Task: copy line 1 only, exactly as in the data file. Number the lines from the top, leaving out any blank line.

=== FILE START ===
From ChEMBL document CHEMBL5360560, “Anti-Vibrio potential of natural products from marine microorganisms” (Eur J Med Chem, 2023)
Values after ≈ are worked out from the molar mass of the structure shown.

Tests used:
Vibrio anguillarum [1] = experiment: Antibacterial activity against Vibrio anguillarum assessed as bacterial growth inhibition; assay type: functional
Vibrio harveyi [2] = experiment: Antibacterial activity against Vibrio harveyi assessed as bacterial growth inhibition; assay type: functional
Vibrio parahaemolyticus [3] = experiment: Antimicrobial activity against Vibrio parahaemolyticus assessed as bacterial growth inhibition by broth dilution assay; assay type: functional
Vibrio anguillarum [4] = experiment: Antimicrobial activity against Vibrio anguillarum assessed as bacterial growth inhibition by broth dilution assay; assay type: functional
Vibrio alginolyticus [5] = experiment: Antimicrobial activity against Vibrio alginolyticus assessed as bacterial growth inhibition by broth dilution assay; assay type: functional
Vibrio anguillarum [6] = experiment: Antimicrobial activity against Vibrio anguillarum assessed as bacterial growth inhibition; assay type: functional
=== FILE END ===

From ChEMBL document CHEMBL5360560, “Anti-Vibrio potential of natural products from marine microorganisms” (Eur J Med Chem, 2023)